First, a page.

Yet readers do not necessarily need to identify with Germany or this generation to understand this book; they don’t even need to have visited Berlin to be able to read about this world. The author describes how each and every individual is doing something in this city without achieving anything. Everyone is leading a vagrant life in coffee shops; everyone is engrossed in endless planning. After reading a few sections, I feel this could as well be a book about Taiwan if only “Berlin” were replaced by “Taipei”. Didn’t we all use to have friends who were as detestable or adorable as those in the book? Haven’t we all experienced confusion and uncertainty about what to do or say in similar emotional circumstances or in difficult jobs or other life situations?
Regardless of whether we are in Berlin or Taipei, the life of this generation is completely different from that of the previous generation. We are urban nomads, we work like slaves, we are forced to answer Line messages from our bosses in the middle of the night, we earn salaries that don’t leave any hope for a new, better life, we are forced to live at Hotel Mama, we spend one third or even half of our monthly salaries to buy an Apple laptop or the latest mobile phone. We spend all our energy and efforts on living and on loving ourselves, so that in the end we are too exhausted to love anyone else.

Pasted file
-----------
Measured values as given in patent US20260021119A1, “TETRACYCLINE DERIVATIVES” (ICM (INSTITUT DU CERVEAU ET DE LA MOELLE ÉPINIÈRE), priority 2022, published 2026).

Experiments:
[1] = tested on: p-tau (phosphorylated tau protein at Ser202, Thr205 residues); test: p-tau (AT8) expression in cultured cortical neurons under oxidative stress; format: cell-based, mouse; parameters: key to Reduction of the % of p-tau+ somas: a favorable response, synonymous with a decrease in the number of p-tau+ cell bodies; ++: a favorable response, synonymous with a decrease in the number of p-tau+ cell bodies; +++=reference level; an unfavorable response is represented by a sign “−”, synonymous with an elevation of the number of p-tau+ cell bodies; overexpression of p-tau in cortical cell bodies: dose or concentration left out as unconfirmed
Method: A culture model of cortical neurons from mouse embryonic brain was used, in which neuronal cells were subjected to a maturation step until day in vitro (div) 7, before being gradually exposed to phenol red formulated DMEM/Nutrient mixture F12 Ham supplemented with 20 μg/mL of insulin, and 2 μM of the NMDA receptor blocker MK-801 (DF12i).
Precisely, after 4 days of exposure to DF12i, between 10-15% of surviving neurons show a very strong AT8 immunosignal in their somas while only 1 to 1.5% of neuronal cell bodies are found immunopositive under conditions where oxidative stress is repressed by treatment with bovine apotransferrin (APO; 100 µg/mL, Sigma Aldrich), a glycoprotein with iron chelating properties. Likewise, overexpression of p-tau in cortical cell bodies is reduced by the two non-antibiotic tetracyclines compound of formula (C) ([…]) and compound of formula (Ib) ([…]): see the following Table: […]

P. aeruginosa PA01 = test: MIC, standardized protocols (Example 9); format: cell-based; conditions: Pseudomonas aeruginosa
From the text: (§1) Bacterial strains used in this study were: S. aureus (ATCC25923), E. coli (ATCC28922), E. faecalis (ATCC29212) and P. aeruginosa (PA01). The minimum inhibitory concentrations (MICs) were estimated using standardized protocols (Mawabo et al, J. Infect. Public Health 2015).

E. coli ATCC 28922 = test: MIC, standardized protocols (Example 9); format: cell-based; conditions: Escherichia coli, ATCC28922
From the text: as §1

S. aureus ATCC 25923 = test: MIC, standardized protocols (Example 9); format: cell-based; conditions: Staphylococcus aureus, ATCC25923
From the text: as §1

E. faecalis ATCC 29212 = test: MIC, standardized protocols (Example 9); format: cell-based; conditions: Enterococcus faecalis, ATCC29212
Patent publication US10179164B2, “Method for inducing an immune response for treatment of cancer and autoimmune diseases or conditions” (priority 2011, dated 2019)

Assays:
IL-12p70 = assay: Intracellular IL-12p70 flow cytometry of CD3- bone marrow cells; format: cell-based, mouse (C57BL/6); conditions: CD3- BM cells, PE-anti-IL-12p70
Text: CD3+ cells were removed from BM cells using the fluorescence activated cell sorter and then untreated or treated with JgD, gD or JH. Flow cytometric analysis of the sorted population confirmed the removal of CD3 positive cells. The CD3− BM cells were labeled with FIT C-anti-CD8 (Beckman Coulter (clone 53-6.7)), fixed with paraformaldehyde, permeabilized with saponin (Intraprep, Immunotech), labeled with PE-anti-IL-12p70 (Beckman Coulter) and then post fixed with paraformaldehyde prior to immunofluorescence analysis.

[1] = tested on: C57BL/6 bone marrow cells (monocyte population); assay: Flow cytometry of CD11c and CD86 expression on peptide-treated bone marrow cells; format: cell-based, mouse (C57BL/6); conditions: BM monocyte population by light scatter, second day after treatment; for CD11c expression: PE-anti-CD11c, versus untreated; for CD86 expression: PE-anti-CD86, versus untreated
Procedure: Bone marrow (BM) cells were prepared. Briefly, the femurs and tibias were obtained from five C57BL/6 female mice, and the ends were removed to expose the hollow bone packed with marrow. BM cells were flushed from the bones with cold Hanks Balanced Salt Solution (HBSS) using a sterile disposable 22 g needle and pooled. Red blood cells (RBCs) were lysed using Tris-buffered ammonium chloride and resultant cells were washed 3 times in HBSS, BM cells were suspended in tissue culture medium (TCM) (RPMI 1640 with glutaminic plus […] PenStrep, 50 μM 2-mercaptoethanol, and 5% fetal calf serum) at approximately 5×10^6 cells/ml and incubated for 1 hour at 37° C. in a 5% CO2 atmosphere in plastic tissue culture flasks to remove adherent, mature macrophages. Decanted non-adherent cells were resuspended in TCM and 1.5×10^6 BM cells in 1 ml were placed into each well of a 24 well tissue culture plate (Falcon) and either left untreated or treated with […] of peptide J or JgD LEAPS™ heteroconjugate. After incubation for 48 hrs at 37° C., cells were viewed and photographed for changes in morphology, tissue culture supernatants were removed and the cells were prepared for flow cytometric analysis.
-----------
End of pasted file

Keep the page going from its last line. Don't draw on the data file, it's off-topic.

Love and Pain are Two Sides of the Same Coin
When Nast went on a book tour in Germany, the majority of the audience were women. He said this is an era where women do not trust men anymore, and women want to know why they keep getting disappointed in love. Are men really all such jerks? However, Nast said, the key issue is probably not that all men are jerks, but that they don’t know how to not be jerks.
In his book, Nast quotes Byung Chul Han, a German philosopher of Korean descent, in an attempt to pinpoint possible answers as to why we are all jerks. Han noted in a media interview that ‘smoothness’ characterizes our times. Brazilian waxing, the design of Apple products and our smartphones sport smooth surfaces that defy injury (in another book he talks more vocally about smoothness, porn movies and their correlation with this era). Han points out that the same applies to love. When it comes to love, we seek smoothness to avoid being hurt. Love requires strong commitment, but we avoid such strong commitment because it will lead to [emotional] injury.
Love is not like the fair smooth skin in the porn movie camera’s eye; it has rough and hurtful patches. Love and pain are two sides of the same coin, but we all want only the love side.
This ‘smooth generation’ seeks to perfect themselves; they look for the perfect job, pursue the perfect life, the perfect love, the perfect selfie. They hope that everything is smooth and beautiful because they cannot tolerate cracks, the state of hurting.
Therefore, they pick a road that is easier to travel but will never lead to their destination. The German verb “trauen” can be used in a passive sense “sich trauen lassen,” which means to get married but also in an active voice “sich trauen,” which means to dare to do something. This also reveals the secret to leaving behind the "can't commit” state. What it takes is courage, the courage to accept imperfection, the courage to part with smoothness, the courage to be heart-broken.
Translated from the Chinese article by Susanne Ganz